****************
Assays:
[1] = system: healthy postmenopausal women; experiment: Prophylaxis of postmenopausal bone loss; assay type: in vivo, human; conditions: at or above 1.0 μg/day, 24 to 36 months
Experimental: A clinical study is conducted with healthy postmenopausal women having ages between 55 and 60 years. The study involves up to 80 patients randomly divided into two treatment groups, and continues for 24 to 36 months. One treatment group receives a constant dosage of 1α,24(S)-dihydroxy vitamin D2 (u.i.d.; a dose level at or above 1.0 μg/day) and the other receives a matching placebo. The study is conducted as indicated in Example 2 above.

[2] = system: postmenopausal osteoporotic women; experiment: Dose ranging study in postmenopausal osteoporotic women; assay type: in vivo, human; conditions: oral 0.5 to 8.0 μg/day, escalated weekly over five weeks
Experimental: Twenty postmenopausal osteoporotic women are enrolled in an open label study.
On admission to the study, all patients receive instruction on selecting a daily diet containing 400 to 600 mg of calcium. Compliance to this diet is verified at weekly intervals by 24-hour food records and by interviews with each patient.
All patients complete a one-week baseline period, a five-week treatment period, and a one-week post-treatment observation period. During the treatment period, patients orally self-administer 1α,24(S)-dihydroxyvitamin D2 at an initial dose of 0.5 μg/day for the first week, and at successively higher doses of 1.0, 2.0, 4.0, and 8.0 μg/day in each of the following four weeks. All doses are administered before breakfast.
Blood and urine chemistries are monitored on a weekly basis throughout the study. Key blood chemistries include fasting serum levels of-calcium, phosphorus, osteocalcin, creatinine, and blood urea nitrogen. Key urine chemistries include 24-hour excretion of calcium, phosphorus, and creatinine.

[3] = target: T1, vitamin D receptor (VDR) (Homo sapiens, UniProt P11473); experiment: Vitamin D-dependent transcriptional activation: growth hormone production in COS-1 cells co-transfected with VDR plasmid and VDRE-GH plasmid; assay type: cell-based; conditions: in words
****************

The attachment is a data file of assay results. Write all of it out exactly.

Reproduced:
Assays:
[1] = system: healthy postmenopausal women; experiment: Prophylaxis of postmenopausal bone loss; assay type: in vivo, human; conditions: at or above 1.0 μg/day, 24 to 36 months
Experimental: A clinical study is conducted with healthy postmenopausal women having ages between 55 and 60 years. The study involves up to 80 patients randomly divided into two treatment groups, and continues for 24 to 36 months. One treatment group receives a constant dosage of 1α,24(S)-dihydroxy vitamin D2 (u.i.d.; a dose level at or above 1.0 μg/day) and the other receives a matching placebo. The study is conducted as indicated in Example 2 above.

[2] = system: postmenopausal osteoporotic women; experiment: Dose ranging study in postmenopausal osteoporotic women; assay type: in vivo, human; conditions: oral 0.5 to 8.0 μg/day, escalated weekly over five weeks
Experimental: Twenty postmenopausal osteoporotic women are enrolled in an open label study.
On admission to the study, all patients receive instruction on selecting a daily diet containing 400 to 600 mg of calcium. Compliance to this diet is verified at weekly intervals by 24-hour food records and by interviews with each patient.
All patients complete a one-week baseline period, a five-week treatment period, and a one-week post-treatment observation period. During the treatment period, patients orally self-administer 1α,24(S)-dihydroxyvitamin D2 at an initial dose of 0.5 μg/day for the first week, and at successively higher doses of 1.0, 2.0, 4.0, and 8.0 μg/day in each of the following four weeks. All doses are administered before breakfast.
Blood and urine chemistries are monitored on a weekly basis throughout the study. Key blood chemistries include fasting serum levels of-calcium, phosphorus, osteocalcin, creatinine, and blood urea nitrogen. Key urine chemistries include 24-hour excretion of calcium, phosphorus, and creatinine.

[3] = target: T1, vitamin D receptor (VDR) (Homo sapiens, UniProt P11473); experiment: Vitamin D-dependent transcriptional activation: growth hormone production in COS-1 cells co-transfected with VDR plasmid and VDRE-GH plasmid; assay type: cell-based; conditions: in words